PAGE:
Relaxation is found by changing the focus of your concentration. How can we relax the mind? The brain gets tired when it is overused in one area. When we worry too much, or work too hard, the “worry cells”, or the “thinking cells” get exhausted. The typical solution is to become passive (to watch a movie, to lie in the sun, or to go to sleep.) This helps, but only temporarily. The mind usually returns quickly to worrying or thinking about work.
The answer is to give the mind a new activity to concentrate on so it can rest the area of the brain that is over-used. A hobby, a sport, yoga postures, or a change of environment can all give you real and lasting relaxation. But, be sure they are done as a means of relaxation. If you want to use tennis to relax, then play tennis, don’t work on your tennis game.
For me, [Jyotish] my newly acquired activity of painting has been a wonderful gift. It relaxes and uplifts me at the same time, and I can return to its refreshing well as often as I want. Deep meditation, beyond mental restlessness is, of course, the best cure of all.
Relaxation is made possible by putting everything in proper perspective. No matter how challenging things may seem in the moment, ask yourself, “How will I feel about this in a week?” Try to create a distance between yourself and the crises that come into your life. They are not you, and can only destroy your peace of mind if you allow them. Paramhansa Yogananda used to say, “Don’t let anything get the goat of your peace.”
Relaxation is based on the ability to feel at home in yourself wherever you are, understanding that all you need is provided freely by God. No matter how unusual your circumstances, or what turmoil may be happening around you, try to view life as part of a drama being enacted around the center of your own peace.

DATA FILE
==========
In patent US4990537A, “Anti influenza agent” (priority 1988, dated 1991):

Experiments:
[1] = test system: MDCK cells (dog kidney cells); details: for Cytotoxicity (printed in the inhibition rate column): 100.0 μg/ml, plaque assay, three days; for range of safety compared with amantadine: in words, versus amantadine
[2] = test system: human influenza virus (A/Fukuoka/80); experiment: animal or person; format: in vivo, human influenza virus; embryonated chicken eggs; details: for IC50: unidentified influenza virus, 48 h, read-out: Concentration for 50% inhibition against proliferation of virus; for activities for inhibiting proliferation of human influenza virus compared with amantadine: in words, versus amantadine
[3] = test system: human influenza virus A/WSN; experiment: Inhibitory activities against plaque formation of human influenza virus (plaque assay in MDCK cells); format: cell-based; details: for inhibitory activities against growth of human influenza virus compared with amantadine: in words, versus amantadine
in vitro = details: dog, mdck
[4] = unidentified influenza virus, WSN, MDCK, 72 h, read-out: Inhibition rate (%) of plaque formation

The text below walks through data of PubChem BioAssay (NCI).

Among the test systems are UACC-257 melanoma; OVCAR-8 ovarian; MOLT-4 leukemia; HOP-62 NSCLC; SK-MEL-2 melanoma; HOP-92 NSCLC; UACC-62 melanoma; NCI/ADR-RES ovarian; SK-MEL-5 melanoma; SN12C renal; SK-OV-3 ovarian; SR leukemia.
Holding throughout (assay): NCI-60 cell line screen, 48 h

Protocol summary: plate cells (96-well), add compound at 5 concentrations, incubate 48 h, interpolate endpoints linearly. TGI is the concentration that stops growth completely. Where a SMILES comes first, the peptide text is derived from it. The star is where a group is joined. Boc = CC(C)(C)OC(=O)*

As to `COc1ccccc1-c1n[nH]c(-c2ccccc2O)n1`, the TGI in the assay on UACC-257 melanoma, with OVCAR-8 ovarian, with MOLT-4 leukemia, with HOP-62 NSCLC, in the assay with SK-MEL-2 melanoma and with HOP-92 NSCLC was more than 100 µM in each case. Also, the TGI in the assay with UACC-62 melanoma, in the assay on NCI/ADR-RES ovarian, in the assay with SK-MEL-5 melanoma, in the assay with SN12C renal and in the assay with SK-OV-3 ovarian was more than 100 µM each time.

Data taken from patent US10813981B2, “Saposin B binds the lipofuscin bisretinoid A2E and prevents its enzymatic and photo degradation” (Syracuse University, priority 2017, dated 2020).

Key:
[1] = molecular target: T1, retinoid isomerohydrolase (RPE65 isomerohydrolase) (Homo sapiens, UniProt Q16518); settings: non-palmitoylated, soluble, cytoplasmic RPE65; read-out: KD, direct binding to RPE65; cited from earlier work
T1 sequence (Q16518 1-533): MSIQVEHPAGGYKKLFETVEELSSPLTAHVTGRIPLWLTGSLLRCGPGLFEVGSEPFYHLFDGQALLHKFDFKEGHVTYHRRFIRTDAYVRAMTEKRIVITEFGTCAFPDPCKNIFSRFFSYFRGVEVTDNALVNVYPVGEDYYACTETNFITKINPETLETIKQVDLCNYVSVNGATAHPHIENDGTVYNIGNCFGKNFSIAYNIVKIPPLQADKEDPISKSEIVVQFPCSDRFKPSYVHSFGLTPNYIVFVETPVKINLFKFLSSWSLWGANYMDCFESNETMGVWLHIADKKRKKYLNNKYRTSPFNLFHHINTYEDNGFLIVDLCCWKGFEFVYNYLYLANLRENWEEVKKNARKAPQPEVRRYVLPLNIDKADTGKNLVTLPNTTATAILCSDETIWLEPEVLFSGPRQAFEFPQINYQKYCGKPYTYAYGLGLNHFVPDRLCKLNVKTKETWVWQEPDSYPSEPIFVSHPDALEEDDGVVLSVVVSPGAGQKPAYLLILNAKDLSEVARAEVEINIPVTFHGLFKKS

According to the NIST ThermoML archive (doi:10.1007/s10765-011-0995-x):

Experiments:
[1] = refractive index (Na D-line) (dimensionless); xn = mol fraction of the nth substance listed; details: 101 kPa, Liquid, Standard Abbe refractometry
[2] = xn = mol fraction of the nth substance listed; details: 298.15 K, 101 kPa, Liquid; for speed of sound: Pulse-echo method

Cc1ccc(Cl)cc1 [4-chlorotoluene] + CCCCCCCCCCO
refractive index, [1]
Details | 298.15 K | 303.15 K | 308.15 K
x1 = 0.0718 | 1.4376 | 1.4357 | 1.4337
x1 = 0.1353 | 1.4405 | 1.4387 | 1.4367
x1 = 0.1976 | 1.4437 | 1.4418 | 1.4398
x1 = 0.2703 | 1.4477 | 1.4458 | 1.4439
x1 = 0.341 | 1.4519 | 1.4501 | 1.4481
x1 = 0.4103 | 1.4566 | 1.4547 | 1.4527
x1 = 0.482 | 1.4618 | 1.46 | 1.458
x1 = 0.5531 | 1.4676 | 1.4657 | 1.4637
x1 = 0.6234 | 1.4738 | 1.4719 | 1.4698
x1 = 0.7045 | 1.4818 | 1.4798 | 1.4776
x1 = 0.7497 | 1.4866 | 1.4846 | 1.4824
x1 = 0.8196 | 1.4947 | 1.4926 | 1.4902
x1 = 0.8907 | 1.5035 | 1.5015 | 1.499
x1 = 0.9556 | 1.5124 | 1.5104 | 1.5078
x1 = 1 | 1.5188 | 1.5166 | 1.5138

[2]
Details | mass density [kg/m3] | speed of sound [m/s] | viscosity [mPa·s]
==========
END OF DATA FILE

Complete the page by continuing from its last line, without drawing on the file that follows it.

I remember an incident that happened in 1976 a few days after the forest fire that burned Ananda to the ground. Since our home was lost to the fire, we were staying temporarily in one of the remaining dwellings. One afternoon while we were enjoying a cup of tea, a Red Cross worker knocked at the door. “I’m looking for the fire victims to offer them assistance,” he said.
We calmly replied, “Oh, thank you. We’re part of the fire victims.” Confused by our composure, he tried to explain that he meant the people whose homes and possessions had been destroyed by the fire. When we assured him that we had indeed lost all our material belongings, he stared at us incredulously. Although we’d lost everything outwardly, we hadn’t lost our ability to relax in the comfort of our inner home of peace and security.
Relaxation is achieved by practicing deep, regular breathing even in the midst of outer turmoil. Take time throughout the day to step aside by yourself and deeply inhale through the nose for a count of eight to ten, hold the breath for the same count, and then exhale also through the nose. Do this five or six times and you will immediately feel a deep sense of relaxation, and peace, fill your consciousness.